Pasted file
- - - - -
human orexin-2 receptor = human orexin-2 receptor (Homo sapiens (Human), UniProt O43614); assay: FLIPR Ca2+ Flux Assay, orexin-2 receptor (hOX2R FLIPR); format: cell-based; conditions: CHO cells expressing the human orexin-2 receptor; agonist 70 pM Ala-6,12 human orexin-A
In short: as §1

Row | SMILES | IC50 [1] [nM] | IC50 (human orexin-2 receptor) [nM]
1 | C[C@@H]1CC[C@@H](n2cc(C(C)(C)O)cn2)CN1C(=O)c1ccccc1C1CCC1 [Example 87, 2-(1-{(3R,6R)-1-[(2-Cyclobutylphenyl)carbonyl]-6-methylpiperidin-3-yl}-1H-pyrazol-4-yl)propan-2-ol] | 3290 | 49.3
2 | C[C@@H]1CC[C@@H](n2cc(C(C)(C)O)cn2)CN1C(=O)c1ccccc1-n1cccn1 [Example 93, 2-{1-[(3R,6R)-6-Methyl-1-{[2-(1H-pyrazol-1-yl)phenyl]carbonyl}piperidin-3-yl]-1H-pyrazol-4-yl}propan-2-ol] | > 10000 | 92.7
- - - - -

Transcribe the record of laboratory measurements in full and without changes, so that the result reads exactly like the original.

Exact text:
human orexin-2 receptor = human orexin-2 receptor (Homo sapiens (Human), UniProt O43614); assay: FLIPR Ca2+ Flux Assay, orexin-2 receptor (hOX2R FLIPR); format: cell-based; conditions: CHO cells expressing the human orexin-2 receptor; agonist 70 pM Ala-6,12 human orexin-A
In short: as §1

Row | SMILES | IC50 [1] [nM] | IC50 (human orexin-2 receptor) [nM]
1 | C[C@@H]1CC[C@@H](n2cc(C(C)(C)O)cn2)CN1C(=O)c1ccccc1C1CCC1 [Example 87, 2-(1-{(3R,6R)-1-[(2-Cyclobutylphenyl)carbonyl]-6-methylpiperidin-3-yl}-1H-pyrazol-4-yl)propan-2-ol] | 3290 | 49.3
2 | C[C@@H]1CC[C@@H](n2cc(C(C)(C)O)cn2)CN1C(=O)c1ccccc1-n1cccn1 [Example 93, 2-{1-[(3R,6R)-6-Methyl-1-{[2-(1H-pyrazol-1-yl)phenyl]carbonyl}piperidin-3-yl]-1H-pyrazol-4-yl}propan-2-ol] | > 10000 | 92.7